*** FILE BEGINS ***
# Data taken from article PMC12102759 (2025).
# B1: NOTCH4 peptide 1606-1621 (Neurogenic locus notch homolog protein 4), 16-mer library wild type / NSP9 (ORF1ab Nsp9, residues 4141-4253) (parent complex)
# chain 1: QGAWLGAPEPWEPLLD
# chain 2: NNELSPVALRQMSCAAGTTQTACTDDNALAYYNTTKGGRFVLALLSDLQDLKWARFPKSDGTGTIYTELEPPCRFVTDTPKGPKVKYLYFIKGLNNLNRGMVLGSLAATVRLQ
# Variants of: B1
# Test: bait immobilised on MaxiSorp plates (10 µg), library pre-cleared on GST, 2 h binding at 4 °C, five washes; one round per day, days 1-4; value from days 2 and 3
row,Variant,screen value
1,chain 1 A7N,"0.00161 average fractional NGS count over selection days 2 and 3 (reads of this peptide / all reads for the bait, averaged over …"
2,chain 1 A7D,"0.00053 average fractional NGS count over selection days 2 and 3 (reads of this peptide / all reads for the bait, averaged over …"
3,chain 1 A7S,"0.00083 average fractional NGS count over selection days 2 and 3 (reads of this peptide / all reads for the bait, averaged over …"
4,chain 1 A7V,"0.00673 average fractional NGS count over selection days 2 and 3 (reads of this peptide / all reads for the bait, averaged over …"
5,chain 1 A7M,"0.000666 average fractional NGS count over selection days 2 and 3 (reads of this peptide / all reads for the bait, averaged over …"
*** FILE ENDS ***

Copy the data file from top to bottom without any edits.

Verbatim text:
# Data taken from article PMC12102759 (2025).
# B1: NOTCH4 peptide 1606-1621 (Neurogenic locus notch homolog protein 4), 16-mer library wild type / NSP9 (ORF1ab Nsp9, residues 4141-4253) (parent complex)
# chain 1: QGAWLGAPEPWEPLLD
# chain 2: NNELSPVALRQMSCAAGTTQTACTDDNALAYYNTTKGGRFVLALLSDLQDLKWARFPKSDGTGTIYTELEPPCRFVTDTPKGPKVKYLYFIKGLNNLNRGMVLGSLAATVRLQ
# Variants of: B1
# Test: bait immobilised on MaxiSorp plates (10 µg), library pre-cleared on GST, 2 h binding at 4 °C, five washes; one round per day, days 1-4; value from days 2 and 3
row,Variant,screen value
1,chain 1 A7N,"0.00161 average fractional NGS count over selection days 2 and 3 (reads of this peptide / all reads for the bait, averaged over …"
2,chain 1 A7D,"0.00053 average fractional NGS count over selection days 2 and 3 (reads of this peptide / all reads for the bait, averaged over …"
3,chain 1 A7S,"0.00083 average fractional NGS count over selection days 2 and 3 (reads of this peptide / all reads for the bait, averaged over …"
4,chain 1 A7V,"0.00673 average fractional NGS count over selection days 2 and 3 (reads of this peptide / all reads for the bait, averaged over …"
5,chain 1 A7M,"0.000666 average fractional NGS count over selection days 2 and 3 (reads of this peptide / all reads for the bait, averaged over …"